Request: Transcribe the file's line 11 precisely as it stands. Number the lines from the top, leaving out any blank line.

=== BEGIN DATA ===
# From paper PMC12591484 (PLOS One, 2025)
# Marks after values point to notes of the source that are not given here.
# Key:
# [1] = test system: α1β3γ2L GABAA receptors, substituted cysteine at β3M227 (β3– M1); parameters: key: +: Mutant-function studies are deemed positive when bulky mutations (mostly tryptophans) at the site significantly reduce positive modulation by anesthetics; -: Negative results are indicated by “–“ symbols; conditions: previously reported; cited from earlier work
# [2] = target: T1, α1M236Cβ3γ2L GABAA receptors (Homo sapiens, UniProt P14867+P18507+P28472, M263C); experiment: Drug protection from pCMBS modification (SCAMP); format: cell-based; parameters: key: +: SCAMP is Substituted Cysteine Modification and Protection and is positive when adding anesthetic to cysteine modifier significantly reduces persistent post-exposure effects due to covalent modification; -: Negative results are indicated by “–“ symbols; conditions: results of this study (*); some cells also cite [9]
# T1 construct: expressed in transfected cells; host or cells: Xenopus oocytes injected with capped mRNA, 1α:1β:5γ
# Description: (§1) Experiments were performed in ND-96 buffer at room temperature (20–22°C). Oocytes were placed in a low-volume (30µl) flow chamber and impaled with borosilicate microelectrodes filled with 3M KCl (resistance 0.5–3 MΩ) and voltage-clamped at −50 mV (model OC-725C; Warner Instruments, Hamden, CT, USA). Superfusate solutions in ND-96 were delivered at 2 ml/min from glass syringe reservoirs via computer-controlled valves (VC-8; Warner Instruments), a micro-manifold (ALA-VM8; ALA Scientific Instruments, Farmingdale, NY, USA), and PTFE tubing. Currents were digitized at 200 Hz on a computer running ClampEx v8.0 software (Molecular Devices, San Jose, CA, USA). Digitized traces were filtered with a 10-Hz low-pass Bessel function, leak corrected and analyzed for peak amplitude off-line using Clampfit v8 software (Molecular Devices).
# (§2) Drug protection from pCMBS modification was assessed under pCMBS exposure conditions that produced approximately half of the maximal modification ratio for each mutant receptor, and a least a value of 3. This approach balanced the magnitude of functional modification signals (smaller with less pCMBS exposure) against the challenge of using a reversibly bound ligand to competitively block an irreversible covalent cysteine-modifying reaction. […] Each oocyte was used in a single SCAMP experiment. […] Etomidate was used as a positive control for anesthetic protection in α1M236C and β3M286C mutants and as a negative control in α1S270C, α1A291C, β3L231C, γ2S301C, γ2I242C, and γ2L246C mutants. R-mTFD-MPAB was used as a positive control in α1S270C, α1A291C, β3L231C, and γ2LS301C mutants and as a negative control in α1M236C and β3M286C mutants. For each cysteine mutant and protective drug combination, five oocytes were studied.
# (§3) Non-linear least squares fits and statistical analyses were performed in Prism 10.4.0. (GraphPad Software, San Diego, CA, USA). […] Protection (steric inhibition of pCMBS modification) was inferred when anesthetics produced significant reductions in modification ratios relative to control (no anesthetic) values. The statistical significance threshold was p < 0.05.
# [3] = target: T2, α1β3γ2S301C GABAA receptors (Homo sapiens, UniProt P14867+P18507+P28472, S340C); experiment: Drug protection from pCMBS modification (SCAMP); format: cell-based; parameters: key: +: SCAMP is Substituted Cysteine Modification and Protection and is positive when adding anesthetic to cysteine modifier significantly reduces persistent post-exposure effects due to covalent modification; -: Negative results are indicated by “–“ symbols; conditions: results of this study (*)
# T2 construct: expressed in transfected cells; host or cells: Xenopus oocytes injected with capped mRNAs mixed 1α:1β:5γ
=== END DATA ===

# T2 construct: expressed in transfected cells; host or cells: Xenopus oocytes injected with capped mRNAs mixed 1α:1β:5γ